This volume brings together essays on Athenian law by Edward M. Harris, who challenges much of the recent scholarship on this topic. Presenting a balanced analysis of the legal system in ancient Athens, Harris stresses the importance of substantive issues and their contribution to our understanding of different types of legal procedures. He combines careful philological analysis with close attention to the political and social contexts of individual statutes. Collectively, the essays in this volume demonstrate the relationship between law and politics, the nature of the economy, the position of women, and the role of the legal system in Athenian society. They also show that the Athenians were more sophisticated in their approach to legal issues than has been assumed in the modern scholarship on this topic.
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A Sourcebook

Author: Ilias Arnaoutoglou

Publisher: Routledge

ISBN: 1134749945

Category: History

Page: 192

View: 9309

In this comprehensive and accessible sourcebook, Ilias Arnaoutoglou presents a collection of ancient Greek laws, which are situated in their legal and historical contexts and are elucidated with relevant selections from Greek literature and epigraphical testimonies. A wide area of legislative activity in major and minor Greek city-states, ranging from Delphoi and Athens in mainland Greece, to Gortyn in Crete, Olbia in South Russia and Aegean cities including Ephesos, Samos and Thasos, is covered. Ilias Arnaoutoglou divides legislation into three main areas: * the household - marriage, divorce, inheritance, adoption, sexual offences and personal status * the market-place - trade, finance, sale, coinage and leases * the state - constitution, legislative process, public duties, colonies, building activities, naval forces, penal regulations, religion, politics and inter-state affairs. Dr Arnaoutoglou explores the significance of legislation in ancient Greece, the differences and similarities between ancient Greek legislation and legislators and their modern counterparts and also provides fresh translations of the legal documents themselves.
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And Other Trials from the Athenian Law Courts

Author: Kathleen Freeman

Publisher: Hackett Publishing

ISBN: 9780872203068

Category: Literary Criticism

Page: 239

View: 713

These remarkable documents of Greek social and cultural history include masterpieces of lively narrative and subtle argument prepared by such orators as Lysias, Antiphon, and Demosthenes. The fifteen cases presented represent the first recorded instances of the working of a democratic jury system under a definite code of law aimed at inexpensive and equal justice for all citizens. Issues examined include murder, assault, property damage, embezzlement, contested legacies, illegal marriage, slander, and civil rights. Also provided are comprehensive background chapters on the professions of law and rhetoric in ancient Athens and explanatory notes clarifying the course of each trial.""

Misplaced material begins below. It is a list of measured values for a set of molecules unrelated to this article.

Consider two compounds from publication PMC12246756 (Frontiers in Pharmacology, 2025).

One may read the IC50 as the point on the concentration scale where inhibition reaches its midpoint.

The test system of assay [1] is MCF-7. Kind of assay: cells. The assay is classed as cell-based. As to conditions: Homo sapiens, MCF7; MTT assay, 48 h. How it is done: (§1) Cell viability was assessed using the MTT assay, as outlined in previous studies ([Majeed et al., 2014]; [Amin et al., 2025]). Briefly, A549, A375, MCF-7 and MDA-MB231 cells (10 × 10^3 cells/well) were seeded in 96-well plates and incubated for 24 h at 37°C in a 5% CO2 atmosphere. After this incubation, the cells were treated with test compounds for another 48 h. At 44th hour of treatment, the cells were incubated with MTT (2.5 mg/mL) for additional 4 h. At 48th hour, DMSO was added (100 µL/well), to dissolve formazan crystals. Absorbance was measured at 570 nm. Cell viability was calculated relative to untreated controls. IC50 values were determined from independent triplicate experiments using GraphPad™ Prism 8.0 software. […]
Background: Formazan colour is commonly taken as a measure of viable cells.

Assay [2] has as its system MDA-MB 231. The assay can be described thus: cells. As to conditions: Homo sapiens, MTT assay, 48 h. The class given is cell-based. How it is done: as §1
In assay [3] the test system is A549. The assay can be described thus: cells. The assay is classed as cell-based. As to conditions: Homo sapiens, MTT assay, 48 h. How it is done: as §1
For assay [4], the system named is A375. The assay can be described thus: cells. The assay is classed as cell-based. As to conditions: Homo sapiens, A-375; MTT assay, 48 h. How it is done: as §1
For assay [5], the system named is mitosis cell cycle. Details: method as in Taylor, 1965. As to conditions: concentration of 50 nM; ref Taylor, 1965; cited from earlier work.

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Author: Dennis P. Kehoe,Thomas McGinn

Publisher: University of Michigan Press

ISBN: 0472130439

Category: History

Page: 216

View: 2663

An engaging look at how ancient Greeks and Romans crafted laws that fit--and, in turn, changed--their worlds
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Author: Edward E. Cohen

Publisher: The Lawbook Exchange, Ltd.

ISBN: 1584776617

Category: History

Page: 233

View: 4803

Classicists and lawyers alike will find this a fascinating study that shows how certain principles of Athenian maritime law are still imbedded in the modern international law of maritime commerce. Cohen has made a unique and substantial contribution to our understanding of the Athens of Plato, Aristotle and Demosthenes. Athens was the dominant maritime power in the West from the eighth to fourth centuries BCE. Athenian preeminence insured that its maritime law was accepted throughout the Mediterranean world. Indeed, its influence outlasted Athens and is the only area of classical Greek law that wasn't replaced entirely by Roman models. Codified during the Roman period in the Rhodian Sea laws, it went on to influence the subsequent development of European commercial and maritime law. Using both ancient and secondary sources, Cohen explores the development of Athenian maritime law, the jurisdiction and procedure of the courts and the Athenian principles that have endured to the present day. He successfully treats the much-discussed problem of why they were termed "monthly" and describes how "supranationality" was a feature of all Hellenic maritime law. He goes on to show how their jurisdiction was limited ratione rerum, not ratione personarum, because a legally defined "commercial class" did not exist in Athens at this time. Edward E. Cohen, an attorney with a Ph.D. in Classics, is both distinguished historian of Classical Greece, Professor of Ancient History (adjunct) at the University of Pennsylvania and the Chief Executive Officer of Atlas America, a producer and processor of natural gas. His other books include Athenian Economy and Society: A Banking Perspective (1992) and The Athenian Nation (2000). "Cohen's competence in the history of law, his own experience as a practicising lawyer with a Ph.D. in Classics, and his belief that in the principles of Greek maritime commerce reside "the germinal cells of the complex modern international law of maritime commerce" (p. 5), ought to have won for this book a much wider audience than it is likely to have. (...) As the most detailed treatment of Athenian maritime law Cohen's valuable book must be given a place beside the important contributions of his predecessors, Paoli, Calhoun, and Gernet." Ronald S. Stroud, American Journal of Legal History 19 (1975) 71. " A] learned and precise examination of certain terms and procedures associated in the fourth century B.C. with lawsuits that arose out of Athenian maritime commerce. (...) Argumentation throughout is responsible. Cohen knows the sources and has read critically in a wide range of secondary material. The book is a valuable addition to our understanding of a comparatively little known area of Athenian law." Alan L. Boegehold, The Classical World 69, No. 3 (Nov., 1975) 214.